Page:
The Viasna Human Rights Center has opened a new office in Minsk at 8-26 Merzhinsky Street.
At a press conference to mark the office’s opening, human rights defenders presented two reports completed since the former office closed in 2012: a survey of the human rights situation in Belarus in 2012, and an analysis of the situation regarding the penitentiary system in Belarus.
In his remarks, Valentin Stefanovich, vice-president of the Center, said: “Today we will tell you about the results of our work, which never ceased while our office was closed. We focused on analytical work, specifically the preparation of a report on the human rights situation in Belarus. It was published as a brochure and summarizes the results of the monitoring we conduct every year. As far as the report on the penitentiary system is concerned, it is based on an analysis of letters sent from prisons by regular prisoners.” The former attorney Pavel Sapelko assisted Valentin Stefanovich in preparing the second report.
Assessing the situation with human rights in Belarus, Valentin Stefanovich said that it remains very complicated. In his opinion, the laws have become more repressive, and fundamental human rights like freedom of assembly and freedom of speech and expression are not being observed.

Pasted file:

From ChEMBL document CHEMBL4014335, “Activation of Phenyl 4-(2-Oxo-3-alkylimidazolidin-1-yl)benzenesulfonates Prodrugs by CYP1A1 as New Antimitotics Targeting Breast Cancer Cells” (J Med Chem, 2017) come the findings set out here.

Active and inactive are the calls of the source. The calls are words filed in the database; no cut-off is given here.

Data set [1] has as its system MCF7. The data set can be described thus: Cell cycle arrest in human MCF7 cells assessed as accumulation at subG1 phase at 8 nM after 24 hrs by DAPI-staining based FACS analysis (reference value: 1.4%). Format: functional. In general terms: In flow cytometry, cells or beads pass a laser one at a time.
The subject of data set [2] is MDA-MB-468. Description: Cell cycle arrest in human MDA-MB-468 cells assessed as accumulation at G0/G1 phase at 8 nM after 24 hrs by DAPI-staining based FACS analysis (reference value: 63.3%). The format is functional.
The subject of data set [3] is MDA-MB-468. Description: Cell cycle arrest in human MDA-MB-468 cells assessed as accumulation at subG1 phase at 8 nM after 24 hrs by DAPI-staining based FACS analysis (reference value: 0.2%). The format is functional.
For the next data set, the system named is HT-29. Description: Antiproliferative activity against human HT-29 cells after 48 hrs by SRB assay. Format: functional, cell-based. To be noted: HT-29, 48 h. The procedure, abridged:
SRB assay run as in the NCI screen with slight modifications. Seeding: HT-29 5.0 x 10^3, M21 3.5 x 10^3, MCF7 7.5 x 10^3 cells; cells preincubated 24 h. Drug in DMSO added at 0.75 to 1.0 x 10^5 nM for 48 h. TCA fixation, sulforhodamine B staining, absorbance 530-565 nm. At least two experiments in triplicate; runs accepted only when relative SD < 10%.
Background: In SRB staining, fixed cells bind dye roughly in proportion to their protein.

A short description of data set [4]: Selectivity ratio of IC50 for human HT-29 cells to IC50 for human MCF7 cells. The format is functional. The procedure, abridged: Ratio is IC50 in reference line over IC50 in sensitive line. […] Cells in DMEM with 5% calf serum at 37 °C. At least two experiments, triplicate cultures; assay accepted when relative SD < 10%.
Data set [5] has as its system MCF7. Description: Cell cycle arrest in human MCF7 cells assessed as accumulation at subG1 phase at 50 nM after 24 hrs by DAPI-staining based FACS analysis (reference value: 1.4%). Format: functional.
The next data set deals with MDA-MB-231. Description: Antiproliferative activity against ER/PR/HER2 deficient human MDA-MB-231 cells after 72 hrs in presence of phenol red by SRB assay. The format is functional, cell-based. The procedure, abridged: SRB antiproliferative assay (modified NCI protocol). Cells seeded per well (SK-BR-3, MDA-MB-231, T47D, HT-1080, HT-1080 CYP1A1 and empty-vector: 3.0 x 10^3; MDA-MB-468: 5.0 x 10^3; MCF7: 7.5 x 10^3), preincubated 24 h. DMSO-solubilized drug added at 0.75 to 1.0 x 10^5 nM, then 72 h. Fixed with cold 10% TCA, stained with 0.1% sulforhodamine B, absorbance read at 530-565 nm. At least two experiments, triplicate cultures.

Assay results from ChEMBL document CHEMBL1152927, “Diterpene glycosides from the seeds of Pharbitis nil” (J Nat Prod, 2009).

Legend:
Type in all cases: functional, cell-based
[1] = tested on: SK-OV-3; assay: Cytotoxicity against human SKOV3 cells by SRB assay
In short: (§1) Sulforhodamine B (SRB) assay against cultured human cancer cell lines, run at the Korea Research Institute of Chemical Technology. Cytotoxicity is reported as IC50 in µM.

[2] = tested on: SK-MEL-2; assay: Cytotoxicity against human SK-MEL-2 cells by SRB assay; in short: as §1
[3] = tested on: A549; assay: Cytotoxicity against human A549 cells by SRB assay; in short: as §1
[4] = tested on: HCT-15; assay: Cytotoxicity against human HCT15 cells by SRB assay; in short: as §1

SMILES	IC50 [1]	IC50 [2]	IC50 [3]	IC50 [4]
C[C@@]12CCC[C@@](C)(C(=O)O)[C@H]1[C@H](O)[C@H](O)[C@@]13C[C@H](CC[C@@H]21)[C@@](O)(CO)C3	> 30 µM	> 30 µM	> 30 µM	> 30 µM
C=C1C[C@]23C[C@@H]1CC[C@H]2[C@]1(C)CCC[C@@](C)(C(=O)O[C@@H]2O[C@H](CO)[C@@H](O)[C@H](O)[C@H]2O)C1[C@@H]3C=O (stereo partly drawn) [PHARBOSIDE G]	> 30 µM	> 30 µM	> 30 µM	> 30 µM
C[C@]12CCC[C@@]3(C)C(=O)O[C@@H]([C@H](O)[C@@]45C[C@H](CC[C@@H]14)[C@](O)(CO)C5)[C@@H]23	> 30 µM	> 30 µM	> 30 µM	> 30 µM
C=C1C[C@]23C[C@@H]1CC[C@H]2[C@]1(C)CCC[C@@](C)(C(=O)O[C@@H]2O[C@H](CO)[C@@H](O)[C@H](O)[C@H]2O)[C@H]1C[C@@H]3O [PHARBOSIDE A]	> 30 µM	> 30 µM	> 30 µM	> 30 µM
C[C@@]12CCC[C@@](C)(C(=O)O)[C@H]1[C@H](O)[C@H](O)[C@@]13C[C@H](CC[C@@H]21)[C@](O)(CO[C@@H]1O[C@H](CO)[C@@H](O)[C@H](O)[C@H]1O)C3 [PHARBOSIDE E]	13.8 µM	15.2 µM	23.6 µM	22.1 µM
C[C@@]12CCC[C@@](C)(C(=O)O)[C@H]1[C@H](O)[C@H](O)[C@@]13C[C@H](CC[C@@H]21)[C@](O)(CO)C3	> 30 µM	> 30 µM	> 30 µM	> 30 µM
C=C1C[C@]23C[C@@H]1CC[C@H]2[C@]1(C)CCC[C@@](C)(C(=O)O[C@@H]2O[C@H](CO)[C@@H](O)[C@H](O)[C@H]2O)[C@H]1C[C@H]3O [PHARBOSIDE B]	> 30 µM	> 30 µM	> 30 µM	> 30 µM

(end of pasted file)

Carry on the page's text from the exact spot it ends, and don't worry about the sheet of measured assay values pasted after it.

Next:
According to Stefanovich, the most important issue for the human rights defenders at Viasna is the release of political prisoners, who remain deprived of their rights. He noted the importance of the EU’s principled position that the release of political prisoners is the main condition for commencing negotiations with official Minsk.
Stefanovich also pointed out that 11 political prisoners remain behind bars and another 38 former political prisoners are still being deprived of their rights. These people, like Khalip and others, have received conditional sentences and have been placed under preventative supervision. Over the past year, only the situation of only two people—Pochobut and Parfenkov—has improved somewhat.
In regards to the new office, Stefanovich announced that the apartment now housing Viasna’s office belongs to a foreigner: “Considering the situation in our country, it’s important that the owners of apartments used by organizations like Viasna live outside of Belarus in order to avoid prosecution by the government. We are using this office under a letter of authority, and we are counting on being able to work in it for a long time.”
A community liaison office will open at the new address.
The Viasna Human Rights Center will continue to track the situation with human rights in Belarus, monitor election campaigns, including upcoming local elections and the presidential election 2015, and work on current projects, like setting up a human rights school.
Photo: Radio Svaboda